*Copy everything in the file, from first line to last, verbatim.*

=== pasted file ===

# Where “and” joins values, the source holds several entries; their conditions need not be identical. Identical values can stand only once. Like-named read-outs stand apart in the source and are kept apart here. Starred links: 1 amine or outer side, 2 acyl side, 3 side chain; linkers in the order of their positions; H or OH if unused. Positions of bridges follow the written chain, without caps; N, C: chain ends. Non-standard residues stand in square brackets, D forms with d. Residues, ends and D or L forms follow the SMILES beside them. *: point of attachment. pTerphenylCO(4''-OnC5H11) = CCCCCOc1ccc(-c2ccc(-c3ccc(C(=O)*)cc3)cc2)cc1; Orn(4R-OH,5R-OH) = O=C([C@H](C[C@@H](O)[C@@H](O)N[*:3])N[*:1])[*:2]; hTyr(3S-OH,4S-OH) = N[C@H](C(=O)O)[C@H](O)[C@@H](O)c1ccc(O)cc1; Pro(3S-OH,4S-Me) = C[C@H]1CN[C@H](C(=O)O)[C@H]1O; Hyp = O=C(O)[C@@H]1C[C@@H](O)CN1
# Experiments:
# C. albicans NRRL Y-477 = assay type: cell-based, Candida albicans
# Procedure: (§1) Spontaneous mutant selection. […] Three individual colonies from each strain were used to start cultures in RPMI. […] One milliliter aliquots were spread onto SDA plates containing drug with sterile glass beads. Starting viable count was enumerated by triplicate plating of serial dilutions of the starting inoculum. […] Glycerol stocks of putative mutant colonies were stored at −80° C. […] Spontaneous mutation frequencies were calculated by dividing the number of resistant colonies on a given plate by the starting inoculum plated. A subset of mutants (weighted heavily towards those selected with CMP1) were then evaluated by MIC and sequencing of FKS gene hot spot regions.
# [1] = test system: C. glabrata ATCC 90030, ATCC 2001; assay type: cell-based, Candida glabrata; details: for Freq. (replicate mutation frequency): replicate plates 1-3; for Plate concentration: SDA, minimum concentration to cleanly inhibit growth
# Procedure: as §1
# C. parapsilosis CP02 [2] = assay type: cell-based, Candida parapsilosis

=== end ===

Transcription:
# Where “and” joins values, the source holds several entries; their conditions need not be identical. Identical values can stand only once. Like-named read-outs stand apart in the source and are kept apart here. Starred links: 1 amine or outer side, 2 acyl side, 3 side chain; linkers in the order of their positions; H or OH if unused. Positions of bridges follow the written chain, without caps; N, C: chain ends. Non-standard residues stand in square brackets, D forms with d. Residues, ends and D or L forms follow the SMILES beside them. *: point of attachment. pTerphenylCO(4''-OnC5H11) = CCCCCOc1ccc(-c2ccc(-c3ccc(C(=O)*)cc3)cc2)cc1; Orn(4R-OH,5R-OH) = O=C([C@H](C[C@@H](O)[C@@H](O)N[*:3])N[*:1])[*:2]; hTyr(3S-OH,4S-OH) = N[C@H](C(=O)O)[C@H](O)[C@@H](O)c1ccc(O)cc1; Pro(3S-OH,4S-Me) = C[C@H]1CN[C@H](C(=O)O)[C@H]1O; Hyp = O=C(O)[C@@H]1C[C@@H](O)CN1
# Experiments:
# C. albicans NRRL Y-477 = assay type: cell-based, Candida albicans
# Procedure: (§1) Spontaneous mutant selection. […] Three individual colonies from each strain were used to start cultures in RPMI. […] One milliliter aliquots were spread onto SDA plates containing drug with sterile glass beads. Starting viable count was enumerated by triplicate plating of serial dilutions of the starting inoculum. […] Glycerol stocks of putative mutant colonies were stored at −80° C. […] Spontaneous mutation frequencies were calculated by dividing the number of resistant colonies on a given plate by the starting inoculum plated. A subset of mutants (weighted heavily towards those selected with CMP1) were then evaluated by MIC and sequencing of FKS gene hot spot regions.
# [1] = test system: C. glabrata ATCC 90030, ATCC 2001; assay type: cell-based, Candida glabrata; details: for Freq. (replicate mutation frequency): replicate plates 1-3; for Plate concentration: SDA, minimum concentration to cleanly inhibit growth
# Procedure: as §1
# C. parapsilosis CP02 [2] = assay type: cell-based, Candida parapsilosis